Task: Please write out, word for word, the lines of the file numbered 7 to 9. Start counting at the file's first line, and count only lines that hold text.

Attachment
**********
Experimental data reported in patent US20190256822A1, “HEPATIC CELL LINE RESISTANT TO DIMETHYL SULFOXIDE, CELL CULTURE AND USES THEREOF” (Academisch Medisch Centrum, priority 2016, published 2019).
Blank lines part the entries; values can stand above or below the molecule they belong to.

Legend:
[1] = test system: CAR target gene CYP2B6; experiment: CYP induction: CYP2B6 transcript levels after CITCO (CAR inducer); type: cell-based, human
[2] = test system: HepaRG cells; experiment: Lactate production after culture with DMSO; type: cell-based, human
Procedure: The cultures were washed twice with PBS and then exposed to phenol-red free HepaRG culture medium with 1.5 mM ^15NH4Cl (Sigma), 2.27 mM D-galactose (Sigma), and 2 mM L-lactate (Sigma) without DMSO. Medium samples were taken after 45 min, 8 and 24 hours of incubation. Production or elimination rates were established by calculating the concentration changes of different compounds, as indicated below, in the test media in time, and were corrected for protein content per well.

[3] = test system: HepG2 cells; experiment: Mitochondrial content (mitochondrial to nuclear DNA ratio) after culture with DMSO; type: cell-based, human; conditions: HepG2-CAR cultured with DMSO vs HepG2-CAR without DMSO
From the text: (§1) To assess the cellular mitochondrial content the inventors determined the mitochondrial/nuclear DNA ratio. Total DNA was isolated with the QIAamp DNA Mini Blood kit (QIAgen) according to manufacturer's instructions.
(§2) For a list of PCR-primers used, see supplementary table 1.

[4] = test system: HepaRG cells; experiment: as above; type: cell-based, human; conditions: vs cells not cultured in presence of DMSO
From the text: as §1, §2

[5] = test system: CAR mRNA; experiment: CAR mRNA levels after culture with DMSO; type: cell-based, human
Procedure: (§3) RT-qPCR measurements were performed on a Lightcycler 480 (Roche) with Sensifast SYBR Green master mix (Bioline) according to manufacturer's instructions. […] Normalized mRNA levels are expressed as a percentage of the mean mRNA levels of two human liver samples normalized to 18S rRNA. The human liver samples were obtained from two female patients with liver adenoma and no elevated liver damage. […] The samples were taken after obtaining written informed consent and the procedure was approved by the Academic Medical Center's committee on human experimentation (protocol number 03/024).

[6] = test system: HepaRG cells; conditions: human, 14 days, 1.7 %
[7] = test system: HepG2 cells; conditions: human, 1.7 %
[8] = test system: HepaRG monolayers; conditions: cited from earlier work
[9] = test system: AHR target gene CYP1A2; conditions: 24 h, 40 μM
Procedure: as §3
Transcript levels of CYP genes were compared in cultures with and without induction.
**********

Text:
[3] = test system: HepG2 cells; experiment: Mitochondrial content (mitochondrial to nuclear DNA ratio) after culture with DMSO; type: cell-based, human; conditions: HepG2-CAR cultured with DMSO vs HepG2-CAR without DMSO
From the text: (§1) To assess the cellular mitochondrial content the inventors determined the mitochondrial/nuclear DNA ratio. Total DNA was isolated with the QIAamp DNA Mini Blood kit (QIAgen) according to manufacturer's instructions.
(§2) For a list of PCR-primers used, see supplementary table 1.